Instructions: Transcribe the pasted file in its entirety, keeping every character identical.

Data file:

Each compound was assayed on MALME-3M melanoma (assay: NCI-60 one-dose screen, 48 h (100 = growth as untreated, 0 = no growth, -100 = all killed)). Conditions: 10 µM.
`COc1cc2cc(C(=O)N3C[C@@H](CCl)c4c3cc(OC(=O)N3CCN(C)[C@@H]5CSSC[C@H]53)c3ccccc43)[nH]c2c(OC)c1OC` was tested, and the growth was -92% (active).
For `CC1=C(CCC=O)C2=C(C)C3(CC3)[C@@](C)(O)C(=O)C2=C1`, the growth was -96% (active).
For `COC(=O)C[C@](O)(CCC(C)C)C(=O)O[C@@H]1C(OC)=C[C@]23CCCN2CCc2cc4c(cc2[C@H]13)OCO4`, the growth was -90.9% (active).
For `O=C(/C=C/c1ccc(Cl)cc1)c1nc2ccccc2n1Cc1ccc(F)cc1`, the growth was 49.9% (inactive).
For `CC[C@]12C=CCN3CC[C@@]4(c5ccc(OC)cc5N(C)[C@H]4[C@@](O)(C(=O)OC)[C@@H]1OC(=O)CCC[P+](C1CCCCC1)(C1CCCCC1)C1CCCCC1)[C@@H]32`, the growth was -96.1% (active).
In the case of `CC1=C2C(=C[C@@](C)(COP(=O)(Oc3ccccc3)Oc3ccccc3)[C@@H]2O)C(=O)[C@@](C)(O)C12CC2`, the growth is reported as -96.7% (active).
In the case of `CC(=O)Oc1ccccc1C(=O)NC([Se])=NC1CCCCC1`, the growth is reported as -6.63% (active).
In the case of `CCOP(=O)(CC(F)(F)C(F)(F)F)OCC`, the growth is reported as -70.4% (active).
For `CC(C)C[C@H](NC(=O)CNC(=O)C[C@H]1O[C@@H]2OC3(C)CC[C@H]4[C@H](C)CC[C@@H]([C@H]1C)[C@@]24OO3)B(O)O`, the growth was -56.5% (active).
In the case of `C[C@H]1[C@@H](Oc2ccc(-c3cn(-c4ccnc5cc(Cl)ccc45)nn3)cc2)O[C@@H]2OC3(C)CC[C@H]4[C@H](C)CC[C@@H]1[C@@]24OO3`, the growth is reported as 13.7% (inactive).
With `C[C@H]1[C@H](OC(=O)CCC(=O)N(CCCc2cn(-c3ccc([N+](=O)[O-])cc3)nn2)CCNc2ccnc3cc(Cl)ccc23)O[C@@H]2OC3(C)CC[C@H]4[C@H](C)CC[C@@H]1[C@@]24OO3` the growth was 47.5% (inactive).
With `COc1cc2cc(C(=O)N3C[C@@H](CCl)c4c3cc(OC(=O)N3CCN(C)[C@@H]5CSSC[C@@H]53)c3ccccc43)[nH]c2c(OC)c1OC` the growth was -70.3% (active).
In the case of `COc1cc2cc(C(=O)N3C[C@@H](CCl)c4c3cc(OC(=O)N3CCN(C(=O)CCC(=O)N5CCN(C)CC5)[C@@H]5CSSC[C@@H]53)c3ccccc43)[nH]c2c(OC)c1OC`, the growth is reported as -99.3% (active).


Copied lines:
Each compound was assayed on MALME-3M melanoma (assay: NCI-60 one-dose screen, 48 h (100 = growth as untreated, 0 = no growth, -100 = all killed)). Conditions: 10 µM.
`COc1cc2cc(C(=O)N3C[C@@H](CCl)c4c3cc(OC(=O)N3CCN(C)[C@@H]5CSSC[C@H]53)c3ccccc43)[nH]c2c(OC)c1OC` was tested, and the growth was -92% (active).
For `CC1=C(CCC=O)C2=C(C)C3(CC3)[C@@](C)(O)C(=O)C2=C1`, the growth was -96% (active).
For `COC(=O)C[C@](O)(CCC(C)C)C(=O)O[C@@H]1C(OC)=C[C@]23CCCN2CCc2cc4c(cc2[C@H]13)OCO4`, the growth was -90.9% (active).
For `O=C(/C=C/c1ccc(Cl)cc1)c1nc2ccccc2n1Cc1ccc(F)cc1`, the growth was 49.9% (inactive).
For `CC[C@]12C=CCN3CC[C@@]4(c5ccc(OC)cc5N(C)[C@H]4[C@@](O)(C(=O)OC)[C@@H]1OC(=O)CCC[P+](C1CCCCC1)(C1CCCCC1)C1CCCCC1)[C@@H]32`, the growth was -96.1% (active).
In the case of `CC1=C2C(=C[C@@](C)(COP(=O)(Oc3ccccc3)Oc3ccccc3)[C@@H]2O)C(=O)[C@@](C)(O)C12CC2`, the growth is reported as -96.7% (active).
In the case of `CC(=O)Oc1ccccc1C(=O)NC([Se])=NC1CCCCC1`, the growth is reported as -6.63% (active).
In the case of `CCOP(=O)(CC(F)(F)C(F)(F)F)OCC`, the growth is reported as -70.4% (active).
For `CC(C)C[C@H](NC(=O)CNC(=O)C[C@H]1O[C@@H]2OC3(C)CC[C@H]4[C@H](C)CC[C@@H]([C@H]1C)[C@@]24OO3)B(O)O`, the growth was -56.5% (active).
In the case of `C[C@H]1[C@@H](Oc2ccc(-c3cn(-c4ccnc5cc(Cl)ccc45)nn3)cc2)O[C@@H]2OC3(C)CC[C@H]4[C@H](C)CC[C@@H]1[C@@]24OO3`, the growth is reported as 13.7% (inactive).
With `C[C@H]1[C@H](OC(=O)CCC(=O)N(CCCc2cn(-c3ccc([N+](=O)[O-])cc3)nn2)CCNc2ccnc3cc(Cl)ccc23)O[C@@H]2OC3(C)CC[C@H]4[C@H](C)CC[C@@H]1[C@@]24OO3` the growth was 47.5% (inactive).
With `COc1cc2cc(C(=O)N3C[C@@H](CCl)c4c3cc(OC(=O)N3CCN(C)[C@@H]5CSSC[C@@H]53)c3ccccc43)[nH]c2c(OC)c1OC` the growth was -70.3% (active).
In the case of `COc1cc2cc(C(=O)N3C[C@@H](CCl)c4c3cc(OC(=O)N3CCN(C(=O)CCC(=O)N5CCN(C)CC5)[C@@H]5CSSC[C@@H]53)c3ccccc43)[nH]c2c(OC)c1OC`, the growth is reported as -99.3% (active).